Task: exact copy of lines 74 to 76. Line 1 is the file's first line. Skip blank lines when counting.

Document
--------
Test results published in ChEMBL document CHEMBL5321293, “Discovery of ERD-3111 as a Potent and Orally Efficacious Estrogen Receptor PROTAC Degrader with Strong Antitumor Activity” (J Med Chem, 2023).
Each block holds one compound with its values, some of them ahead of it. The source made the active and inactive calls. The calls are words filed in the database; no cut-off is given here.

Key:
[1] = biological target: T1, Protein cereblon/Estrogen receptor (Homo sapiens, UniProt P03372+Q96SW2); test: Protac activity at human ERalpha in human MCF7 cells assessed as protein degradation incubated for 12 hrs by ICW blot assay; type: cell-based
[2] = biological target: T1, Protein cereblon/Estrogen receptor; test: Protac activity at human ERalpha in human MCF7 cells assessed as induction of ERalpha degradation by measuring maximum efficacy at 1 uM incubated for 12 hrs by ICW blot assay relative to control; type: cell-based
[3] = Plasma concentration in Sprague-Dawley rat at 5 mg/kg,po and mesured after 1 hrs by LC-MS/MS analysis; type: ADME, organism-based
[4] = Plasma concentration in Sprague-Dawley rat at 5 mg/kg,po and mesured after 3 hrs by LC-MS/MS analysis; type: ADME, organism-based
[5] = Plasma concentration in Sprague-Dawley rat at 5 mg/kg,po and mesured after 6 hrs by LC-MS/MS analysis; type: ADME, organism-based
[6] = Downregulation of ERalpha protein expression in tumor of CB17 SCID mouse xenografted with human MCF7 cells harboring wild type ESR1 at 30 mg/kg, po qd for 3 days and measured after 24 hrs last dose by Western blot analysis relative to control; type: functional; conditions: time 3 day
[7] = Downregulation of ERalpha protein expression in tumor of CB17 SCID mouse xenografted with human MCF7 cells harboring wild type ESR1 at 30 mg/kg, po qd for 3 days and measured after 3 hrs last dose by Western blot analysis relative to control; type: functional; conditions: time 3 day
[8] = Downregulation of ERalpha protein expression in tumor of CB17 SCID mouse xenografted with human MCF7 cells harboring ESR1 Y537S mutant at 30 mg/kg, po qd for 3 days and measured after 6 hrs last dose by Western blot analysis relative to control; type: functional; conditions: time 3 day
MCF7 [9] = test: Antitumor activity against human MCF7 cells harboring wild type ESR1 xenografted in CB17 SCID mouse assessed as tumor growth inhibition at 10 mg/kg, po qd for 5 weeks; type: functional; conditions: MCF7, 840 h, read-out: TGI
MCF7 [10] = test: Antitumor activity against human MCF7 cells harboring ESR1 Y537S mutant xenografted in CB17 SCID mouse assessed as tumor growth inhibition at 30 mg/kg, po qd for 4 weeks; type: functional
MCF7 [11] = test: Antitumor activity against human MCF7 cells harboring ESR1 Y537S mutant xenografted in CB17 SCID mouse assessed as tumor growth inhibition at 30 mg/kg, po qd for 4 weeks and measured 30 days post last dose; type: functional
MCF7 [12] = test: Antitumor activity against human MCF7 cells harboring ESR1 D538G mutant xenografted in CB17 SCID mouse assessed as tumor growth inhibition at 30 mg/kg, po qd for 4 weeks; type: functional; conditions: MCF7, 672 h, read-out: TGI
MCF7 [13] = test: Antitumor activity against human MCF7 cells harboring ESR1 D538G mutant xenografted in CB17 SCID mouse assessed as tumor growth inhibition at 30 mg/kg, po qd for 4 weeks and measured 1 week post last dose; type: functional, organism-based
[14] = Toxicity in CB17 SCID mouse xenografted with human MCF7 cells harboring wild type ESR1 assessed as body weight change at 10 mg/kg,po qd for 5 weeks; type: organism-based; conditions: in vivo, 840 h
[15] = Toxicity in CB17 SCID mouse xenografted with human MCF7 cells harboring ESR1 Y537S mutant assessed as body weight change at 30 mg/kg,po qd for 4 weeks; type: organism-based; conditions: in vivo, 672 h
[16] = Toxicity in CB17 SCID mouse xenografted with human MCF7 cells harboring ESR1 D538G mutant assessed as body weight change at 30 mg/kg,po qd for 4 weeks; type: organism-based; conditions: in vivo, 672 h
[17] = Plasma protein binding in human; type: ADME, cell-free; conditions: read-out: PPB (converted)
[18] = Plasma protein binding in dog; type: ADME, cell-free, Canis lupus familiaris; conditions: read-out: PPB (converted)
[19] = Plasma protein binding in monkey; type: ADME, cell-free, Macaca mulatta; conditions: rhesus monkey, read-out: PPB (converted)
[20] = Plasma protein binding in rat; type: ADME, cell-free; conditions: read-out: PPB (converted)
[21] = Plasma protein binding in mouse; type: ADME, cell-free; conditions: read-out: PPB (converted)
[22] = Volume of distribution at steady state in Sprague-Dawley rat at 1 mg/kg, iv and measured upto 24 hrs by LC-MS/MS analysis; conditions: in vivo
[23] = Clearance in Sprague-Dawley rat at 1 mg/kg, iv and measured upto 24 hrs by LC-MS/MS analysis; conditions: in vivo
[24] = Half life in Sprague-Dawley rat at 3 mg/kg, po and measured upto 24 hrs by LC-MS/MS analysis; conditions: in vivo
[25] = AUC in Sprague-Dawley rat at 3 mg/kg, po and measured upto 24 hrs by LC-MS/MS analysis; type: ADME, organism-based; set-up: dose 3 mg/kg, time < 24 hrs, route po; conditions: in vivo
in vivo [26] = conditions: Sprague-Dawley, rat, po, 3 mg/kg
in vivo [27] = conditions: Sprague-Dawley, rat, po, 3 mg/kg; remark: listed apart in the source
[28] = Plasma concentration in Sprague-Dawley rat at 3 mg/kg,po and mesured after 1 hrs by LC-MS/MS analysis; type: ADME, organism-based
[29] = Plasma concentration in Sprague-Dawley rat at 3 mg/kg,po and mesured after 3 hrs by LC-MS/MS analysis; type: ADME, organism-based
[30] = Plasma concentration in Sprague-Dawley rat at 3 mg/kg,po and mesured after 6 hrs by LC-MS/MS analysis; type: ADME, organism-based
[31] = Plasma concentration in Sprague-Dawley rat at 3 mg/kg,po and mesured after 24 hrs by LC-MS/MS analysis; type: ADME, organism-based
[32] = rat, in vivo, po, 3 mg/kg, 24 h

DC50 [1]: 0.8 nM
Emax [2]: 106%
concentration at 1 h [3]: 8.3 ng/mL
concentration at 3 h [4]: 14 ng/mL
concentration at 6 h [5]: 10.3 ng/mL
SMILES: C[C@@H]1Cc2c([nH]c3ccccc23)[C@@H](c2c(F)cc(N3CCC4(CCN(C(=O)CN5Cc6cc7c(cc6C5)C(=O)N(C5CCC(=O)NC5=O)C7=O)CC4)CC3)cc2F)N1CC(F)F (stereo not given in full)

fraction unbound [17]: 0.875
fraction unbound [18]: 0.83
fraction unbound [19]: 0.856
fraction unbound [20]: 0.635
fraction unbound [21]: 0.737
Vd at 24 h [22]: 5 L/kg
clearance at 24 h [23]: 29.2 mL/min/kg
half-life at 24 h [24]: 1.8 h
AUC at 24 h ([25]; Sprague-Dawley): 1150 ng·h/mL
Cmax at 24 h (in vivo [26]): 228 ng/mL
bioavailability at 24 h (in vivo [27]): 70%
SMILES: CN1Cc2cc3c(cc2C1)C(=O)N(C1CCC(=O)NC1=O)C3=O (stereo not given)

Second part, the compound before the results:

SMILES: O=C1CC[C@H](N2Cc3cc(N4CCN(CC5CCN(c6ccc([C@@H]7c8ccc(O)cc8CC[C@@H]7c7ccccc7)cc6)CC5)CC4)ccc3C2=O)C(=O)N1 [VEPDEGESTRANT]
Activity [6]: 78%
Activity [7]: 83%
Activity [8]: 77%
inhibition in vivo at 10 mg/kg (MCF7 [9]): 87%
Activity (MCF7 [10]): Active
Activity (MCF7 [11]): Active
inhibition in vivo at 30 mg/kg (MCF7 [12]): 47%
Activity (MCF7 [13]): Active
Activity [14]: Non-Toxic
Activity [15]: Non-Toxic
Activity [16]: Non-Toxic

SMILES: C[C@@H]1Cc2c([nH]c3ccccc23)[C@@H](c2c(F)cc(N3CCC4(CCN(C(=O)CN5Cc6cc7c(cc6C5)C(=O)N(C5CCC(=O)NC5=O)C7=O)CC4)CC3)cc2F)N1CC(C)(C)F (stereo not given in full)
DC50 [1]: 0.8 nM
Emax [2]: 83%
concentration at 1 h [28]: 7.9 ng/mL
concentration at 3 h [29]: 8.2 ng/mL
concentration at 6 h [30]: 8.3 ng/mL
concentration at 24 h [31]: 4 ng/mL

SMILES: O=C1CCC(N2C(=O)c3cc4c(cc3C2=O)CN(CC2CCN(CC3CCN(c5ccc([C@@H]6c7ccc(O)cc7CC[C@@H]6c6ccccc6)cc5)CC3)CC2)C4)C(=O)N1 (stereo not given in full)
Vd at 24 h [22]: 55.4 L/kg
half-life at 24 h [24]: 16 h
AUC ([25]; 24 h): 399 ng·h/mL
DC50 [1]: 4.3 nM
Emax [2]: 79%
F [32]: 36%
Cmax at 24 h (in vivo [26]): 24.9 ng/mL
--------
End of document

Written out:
SMILES: O=C1CCC(N2C(=O)c3cc4c(cc3C2=O)CN(CC2CCN(CC3CCN(c5ccc([C@@H]6c7ccc(O)cc7CC[C@@H]6c6ccccc6)cc5)CC3)CC2)C4)C(=O)N1 (stereo not given in full)
Vd at 24 h [22]: 55.4 L/kg
half-life at 24 h [24]: 16 h